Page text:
Black holes usually form by pulling in surrounding material into its core until it has gained enough mass such that the gas around it dissipates and the black hole is revealed in its full glory. Astronomers say they have found one of the farthest black holes to date which is still in its early stages of growth.
"It's extraordinarily challenging to find quasars in this cloaked phase because so much of their radiation is absorbed and cannot be detected by current instruments," said Fabio Vito of the Pontificia Universidad Católica de Chile, in Santiago, Chile, who led the study. "Thanks to Chandra and the ability of X-rays to pierce through the obscuring cloud, we think we've finally succeeded."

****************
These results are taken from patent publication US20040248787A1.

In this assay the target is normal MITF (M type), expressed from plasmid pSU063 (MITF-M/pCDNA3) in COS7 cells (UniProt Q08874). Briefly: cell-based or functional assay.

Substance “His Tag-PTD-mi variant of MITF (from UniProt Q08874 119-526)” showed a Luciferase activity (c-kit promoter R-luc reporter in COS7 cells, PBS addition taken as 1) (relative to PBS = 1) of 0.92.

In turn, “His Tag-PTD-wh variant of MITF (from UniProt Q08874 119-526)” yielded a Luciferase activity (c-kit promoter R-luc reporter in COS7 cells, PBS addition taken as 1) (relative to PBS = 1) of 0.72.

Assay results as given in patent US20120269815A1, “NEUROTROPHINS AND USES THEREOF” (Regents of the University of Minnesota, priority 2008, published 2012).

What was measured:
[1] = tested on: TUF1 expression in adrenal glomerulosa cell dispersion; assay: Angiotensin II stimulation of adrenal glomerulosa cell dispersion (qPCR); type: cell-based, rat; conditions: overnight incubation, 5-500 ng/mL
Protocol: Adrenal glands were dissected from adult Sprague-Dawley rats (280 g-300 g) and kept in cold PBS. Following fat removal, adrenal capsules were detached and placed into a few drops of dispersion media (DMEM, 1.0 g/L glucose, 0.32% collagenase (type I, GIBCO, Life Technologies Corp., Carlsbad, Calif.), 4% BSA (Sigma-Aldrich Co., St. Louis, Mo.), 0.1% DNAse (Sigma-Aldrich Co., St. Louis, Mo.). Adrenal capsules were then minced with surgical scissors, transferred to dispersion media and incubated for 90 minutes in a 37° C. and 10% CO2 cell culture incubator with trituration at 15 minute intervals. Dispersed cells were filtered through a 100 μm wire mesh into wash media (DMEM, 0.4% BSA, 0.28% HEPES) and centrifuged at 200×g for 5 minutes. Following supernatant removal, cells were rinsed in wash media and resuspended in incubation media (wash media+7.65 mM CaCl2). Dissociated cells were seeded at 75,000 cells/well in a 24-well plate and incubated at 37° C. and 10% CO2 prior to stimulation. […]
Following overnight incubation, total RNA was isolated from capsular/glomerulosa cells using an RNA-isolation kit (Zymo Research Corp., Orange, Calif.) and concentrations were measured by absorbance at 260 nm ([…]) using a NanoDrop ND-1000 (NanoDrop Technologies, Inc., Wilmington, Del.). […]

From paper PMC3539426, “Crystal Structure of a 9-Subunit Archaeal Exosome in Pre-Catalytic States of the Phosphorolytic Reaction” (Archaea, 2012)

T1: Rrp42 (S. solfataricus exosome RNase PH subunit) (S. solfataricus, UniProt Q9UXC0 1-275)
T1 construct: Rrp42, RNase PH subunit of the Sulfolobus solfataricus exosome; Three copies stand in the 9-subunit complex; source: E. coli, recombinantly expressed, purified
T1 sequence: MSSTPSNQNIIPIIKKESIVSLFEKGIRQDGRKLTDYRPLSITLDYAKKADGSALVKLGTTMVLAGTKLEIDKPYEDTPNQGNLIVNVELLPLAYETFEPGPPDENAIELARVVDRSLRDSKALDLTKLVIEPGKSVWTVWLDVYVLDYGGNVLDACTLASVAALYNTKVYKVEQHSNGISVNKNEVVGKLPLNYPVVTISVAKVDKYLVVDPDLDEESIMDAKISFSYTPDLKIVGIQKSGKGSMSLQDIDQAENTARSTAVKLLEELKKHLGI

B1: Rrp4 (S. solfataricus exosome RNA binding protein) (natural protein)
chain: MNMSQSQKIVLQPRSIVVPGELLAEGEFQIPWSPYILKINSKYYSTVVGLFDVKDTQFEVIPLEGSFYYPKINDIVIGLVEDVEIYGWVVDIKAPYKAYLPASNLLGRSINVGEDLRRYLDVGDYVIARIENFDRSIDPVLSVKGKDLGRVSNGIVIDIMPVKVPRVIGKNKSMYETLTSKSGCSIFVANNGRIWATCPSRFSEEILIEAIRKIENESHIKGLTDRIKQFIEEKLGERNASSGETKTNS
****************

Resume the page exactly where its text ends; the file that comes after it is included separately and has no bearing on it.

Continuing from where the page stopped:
The new finding came from observations of a quasar called PSO167-13, which was first discovered by Pan-STARRS, an optical-light telescope in Hawaii. Optical observations from these and other surveys have detected about 180 quasars already shining brightly when the universe was less than a billion years old, or about 8 percent of its present age.
(Image credit: X-ray: NASA/CXO/Ponticifca Catholic Univ. of Chile/F. Vito; Radio: ALMA (ESO/NAOJ/NRAO); Optical: Pan-STARRS)